28 May 2012


Toni Morrison’s new novel, Home, relates the story of the return home of Frank Money who has been called to rescue his younger sister from the medical offices of a doctor who is medically abusing her. The doctor, interested in women’s wombs, was “constructing instruments to see farther and farther into them. Improving the speculum.” Having callously employed (an ironic use of the term here) Ycidra (known as Cee) as his specimen, he has almost killed her. It is no accident that his subject is a young black female, or that the doctor is a Southern racist still suffering from the Confederate loss in the Civil War. Toni Morrison has never ignored the context of history in her novels. That history always has at its center a virulent racism.
For Frank, the home is Lotus, a place that Frank and Cee had always hated, but to which they do return in the end for healing and peace. Cee must seek mending from the experiments of the doctor, and Frank has returned from the Korean War psychically damaged; his life has fallen apart; he must learn to re-engage in life. His journey to save his sister saves his own life as well.
Home recounts Frank’s life as he journeys to Atlanta where his sister has been trapped and is dying and then to Lotus where she will be cared for by the wise and venerable ladies who have lived in Lotus always and whose wisdom derives from the lives they have lived there. Italicized inter-chapters recount Frank’s life from his memory of it, but these chapters appear to be an oral recounting. Since the person to whom Frank apparently speaks is never identified, nor is the occasion of the narration made explicit, the reader becomes the presumed listener to his story. Frank’s story concerns his redemption, and the return not just to his family home but to himself as well. The town of Lotus, from which both Cee and Frank had long left and hoped never to return, becomes transformed into the place to which they must return to achieve some peace. The deaths in his arms of his friends in Korea become linked in Frank’s mind with his journey to save his sister, and his failure to help the former is balanced by his rescue of his sister, even as the cool, sterility of the doctor’s experiments is contrasted with the natural wisdom of the women who care for the rescued Cee. The novel balances the personal Returned from the war Frank is dying no less severely than is Cee: he has suffered the experience of war, suffers from post-traumatic stress syndrome even before it acquired that name, and has as a result, destroyed his marriage. 
The novel is framed by the memory of he and his sister having seen the disposal of a body of a black man into a shallow, hidden grave and the revelation towards the end of the novel that that body was the victim of a racist staging of a knife fight between a father and his son in which one had to kill the other or both would be killed by the savage, white audience. Having heard the story of the event and realizing that the body he had seen buried was the event’s loser, Frank takes the quilt that Cee had madetaught to quilt by the ladies who had  nursed her back to health by their love and their healing arts that leaned more to the natural than the antisepticand brother and sister dig up the bones and bury it properly and put up a marker that reads Here Stands A Man.  In burying the man they had once seen buried, Frank and Cee achieve some resolution to the violence of their lives and realize not peace but perhaps, some rest. The book concludes,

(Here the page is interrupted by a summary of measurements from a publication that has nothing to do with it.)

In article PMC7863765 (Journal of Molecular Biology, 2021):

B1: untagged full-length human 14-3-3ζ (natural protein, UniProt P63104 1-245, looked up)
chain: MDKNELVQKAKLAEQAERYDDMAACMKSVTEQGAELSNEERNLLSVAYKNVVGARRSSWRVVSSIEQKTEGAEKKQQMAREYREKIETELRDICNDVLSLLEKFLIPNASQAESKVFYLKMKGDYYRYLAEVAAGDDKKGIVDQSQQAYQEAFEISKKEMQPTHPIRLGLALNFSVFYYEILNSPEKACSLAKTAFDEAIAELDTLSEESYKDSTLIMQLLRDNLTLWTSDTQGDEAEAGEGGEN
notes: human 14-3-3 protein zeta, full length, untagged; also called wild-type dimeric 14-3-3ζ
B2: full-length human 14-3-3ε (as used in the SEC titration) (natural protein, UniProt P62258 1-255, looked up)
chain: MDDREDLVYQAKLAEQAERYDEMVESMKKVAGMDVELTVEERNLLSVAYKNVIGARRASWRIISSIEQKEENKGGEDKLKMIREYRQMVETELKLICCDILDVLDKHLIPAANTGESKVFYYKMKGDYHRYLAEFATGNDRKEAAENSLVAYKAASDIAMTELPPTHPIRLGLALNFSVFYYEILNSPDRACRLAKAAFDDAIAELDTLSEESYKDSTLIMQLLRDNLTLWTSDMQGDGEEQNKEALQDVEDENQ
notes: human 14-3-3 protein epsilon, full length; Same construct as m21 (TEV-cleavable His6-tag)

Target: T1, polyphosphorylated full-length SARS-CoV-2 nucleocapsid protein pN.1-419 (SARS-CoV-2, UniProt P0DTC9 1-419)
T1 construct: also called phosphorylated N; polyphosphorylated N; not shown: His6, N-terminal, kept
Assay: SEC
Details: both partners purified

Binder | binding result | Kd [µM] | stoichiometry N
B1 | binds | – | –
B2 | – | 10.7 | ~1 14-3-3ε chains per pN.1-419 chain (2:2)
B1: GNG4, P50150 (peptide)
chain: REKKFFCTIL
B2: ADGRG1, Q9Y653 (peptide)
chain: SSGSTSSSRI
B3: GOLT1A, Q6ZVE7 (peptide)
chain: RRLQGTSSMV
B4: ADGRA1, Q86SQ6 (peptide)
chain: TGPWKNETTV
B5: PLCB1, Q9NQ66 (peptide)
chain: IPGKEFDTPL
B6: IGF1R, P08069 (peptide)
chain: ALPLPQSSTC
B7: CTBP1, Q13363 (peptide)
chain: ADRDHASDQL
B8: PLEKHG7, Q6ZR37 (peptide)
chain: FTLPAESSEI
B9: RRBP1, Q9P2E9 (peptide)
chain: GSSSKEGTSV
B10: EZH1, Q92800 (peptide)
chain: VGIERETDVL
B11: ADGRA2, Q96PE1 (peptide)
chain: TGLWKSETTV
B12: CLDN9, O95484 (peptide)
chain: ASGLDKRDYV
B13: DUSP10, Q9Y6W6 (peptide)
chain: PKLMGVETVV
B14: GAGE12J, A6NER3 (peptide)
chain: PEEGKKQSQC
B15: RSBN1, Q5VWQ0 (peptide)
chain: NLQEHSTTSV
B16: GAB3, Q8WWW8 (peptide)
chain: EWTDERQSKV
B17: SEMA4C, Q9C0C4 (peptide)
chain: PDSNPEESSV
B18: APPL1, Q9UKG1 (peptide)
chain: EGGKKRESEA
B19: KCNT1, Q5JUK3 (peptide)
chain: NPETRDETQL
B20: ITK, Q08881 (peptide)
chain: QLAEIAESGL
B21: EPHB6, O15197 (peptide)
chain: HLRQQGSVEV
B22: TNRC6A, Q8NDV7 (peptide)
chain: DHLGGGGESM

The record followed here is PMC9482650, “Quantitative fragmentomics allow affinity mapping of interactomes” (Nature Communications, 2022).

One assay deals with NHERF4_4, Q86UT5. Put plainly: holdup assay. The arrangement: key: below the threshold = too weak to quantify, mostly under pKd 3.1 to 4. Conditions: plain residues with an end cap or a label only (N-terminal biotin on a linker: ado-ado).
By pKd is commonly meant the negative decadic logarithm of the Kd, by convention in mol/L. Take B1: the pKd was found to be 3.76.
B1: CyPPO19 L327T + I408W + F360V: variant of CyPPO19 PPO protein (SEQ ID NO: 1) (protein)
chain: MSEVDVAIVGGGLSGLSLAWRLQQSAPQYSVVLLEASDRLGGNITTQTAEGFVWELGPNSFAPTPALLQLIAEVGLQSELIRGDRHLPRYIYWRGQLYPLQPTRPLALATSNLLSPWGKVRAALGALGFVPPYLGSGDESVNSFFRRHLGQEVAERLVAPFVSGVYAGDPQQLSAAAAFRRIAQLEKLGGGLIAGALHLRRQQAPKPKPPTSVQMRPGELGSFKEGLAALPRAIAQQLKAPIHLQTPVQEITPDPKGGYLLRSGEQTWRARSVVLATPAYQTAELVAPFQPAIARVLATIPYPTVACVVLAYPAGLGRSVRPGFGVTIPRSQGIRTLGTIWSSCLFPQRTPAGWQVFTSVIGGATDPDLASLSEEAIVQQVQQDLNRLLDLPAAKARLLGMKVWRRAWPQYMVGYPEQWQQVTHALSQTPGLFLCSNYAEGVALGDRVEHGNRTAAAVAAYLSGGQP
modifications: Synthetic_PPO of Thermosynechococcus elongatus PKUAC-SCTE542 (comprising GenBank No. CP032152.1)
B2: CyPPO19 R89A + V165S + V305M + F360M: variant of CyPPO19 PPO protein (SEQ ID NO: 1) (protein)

I stood there a long while, staring at the tree.
It looked so strong
So beautiful.
Hurt right down the middle
But alive and well.
Cee touched my shoulder
Come on brother. Let’s go home.
It is almost a resolution, but not really. Certainly, though, it is Morrison’s theme—going home—and one that has consumed my thought for years. In Symphony #1, I have explored extensively the experience of leaving and returning home; I was sensitive to Morrison’s perspective from the stance African-American history, understanding a little how history so powerfully determines our relationship to our homes, and therefore to our experiences of leaving and returning to them.  I think we are all hurt down the middle, but alive and well.


Anonymous Anonymous said...

The title "Home" for your blog today invariably invokes many memories or meanings for people...different for each according to what "home" means to one based on one's experiences.

For me, "coming home" lately has not meant the return to any physical domicile but to my newly present self after much exploration of my thinking and actions (or more precisely where I had been.) A journey that had and continues to be both euphoric and hellish with numerous other feelings as well. I have not yet learned to detach myself from these feelings nor am I sure I want to.

The journey from home stemmed from a deep discontent and anxiety that was beyond my "normal neuroses!" In hindsight I could say I forgot to leave a guard at the gate to my thoughts until it was too late.
After numerous therapy sessions (and probably more to come) and much research and study on my part, I am beginning to think I was and still am going through something called "existential dread." I'm always searching for something which seems to be written "just for me" and felt like I had "come home" when I read about this topic.

I now no longer lament the process as much as I used to...well still sometimes when I fall back into the old, comfortable home of my being. When I return "home" and open the door each day now, I find I must reorient myself to my new surroundings. Hey...it may be painful but my hope is that I'm becoming a better decorator.

Thanks for your blog!

28 May, 2012 21:58  
Blogger A. Alan Block said...

You might want to read my new book Symphony #1. The first movement considers the experience of leaving and arriving home.

29 May, 2012 05:42  

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